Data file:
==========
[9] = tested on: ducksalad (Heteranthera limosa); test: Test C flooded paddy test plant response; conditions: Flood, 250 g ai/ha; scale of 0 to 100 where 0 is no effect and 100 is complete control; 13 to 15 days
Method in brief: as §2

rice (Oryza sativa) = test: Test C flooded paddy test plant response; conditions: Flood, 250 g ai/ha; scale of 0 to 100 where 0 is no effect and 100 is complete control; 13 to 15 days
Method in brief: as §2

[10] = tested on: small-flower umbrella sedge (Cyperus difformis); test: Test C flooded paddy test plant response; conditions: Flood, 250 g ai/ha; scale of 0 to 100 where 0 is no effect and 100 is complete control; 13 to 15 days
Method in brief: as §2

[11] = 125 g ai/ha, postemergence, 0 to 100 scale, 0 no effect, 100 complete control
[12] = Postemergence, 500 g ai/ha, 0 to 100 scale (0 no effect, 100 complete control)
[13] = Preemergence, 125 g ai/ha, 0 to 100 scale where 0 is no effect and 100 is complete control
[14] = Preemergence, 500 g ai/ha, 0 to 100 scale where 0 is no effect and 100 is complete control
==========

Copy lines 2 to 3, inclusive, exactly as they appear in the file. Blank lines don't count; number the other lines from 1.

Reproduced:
Method in brief: as §2

rice (Oryza sativa) = test: Test C flooded paddy test plant response; conditions: Flood, 250 g ai/ha; scale of 0 to 100 where 0 is no effect and 100 is complete control; 13 to 15 days